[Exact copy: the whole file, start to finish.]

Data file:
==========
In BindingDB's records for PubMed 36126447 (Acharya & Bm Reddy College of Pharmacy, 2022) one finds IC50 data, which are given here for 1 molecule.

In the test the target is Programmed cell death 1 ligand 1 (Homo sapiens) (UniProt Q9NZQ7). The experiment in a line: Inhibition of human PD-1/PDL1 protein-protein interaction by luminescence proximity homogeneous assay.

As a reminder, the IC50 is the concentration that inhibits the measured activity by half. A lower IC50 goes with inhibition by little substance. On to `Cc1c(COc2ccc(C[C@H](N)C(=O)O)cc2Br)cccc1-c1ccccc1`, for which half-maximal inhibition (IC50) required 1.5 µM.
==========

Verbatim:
In BindingDB's records for PubMed 36126447 (Acharya & Bm Reddy College of Pharmacy, 2022) one finds IC50 data, which are given here for 1 molecule.

In the test the target is Programmed cell death 1 ligand 1 (Homo sapiens) (UniProt Q9NZQ7). The experiment in a line: Inhibition of human PD-1/PDL1 protein-protein interaction by luminescence proximity homogeneous assay.

As a reminder, the IC50 is the concentration that inhibits the measured activity by half. A lower IC50 goes with inhibition by little substance. On to `Cc1c(COc2ccc(C[C@H](N)C(=O)O)cc2Br)cccc1-c1ccccc1`, for which half-maximal inhibition (IC50) required 1.5 µM.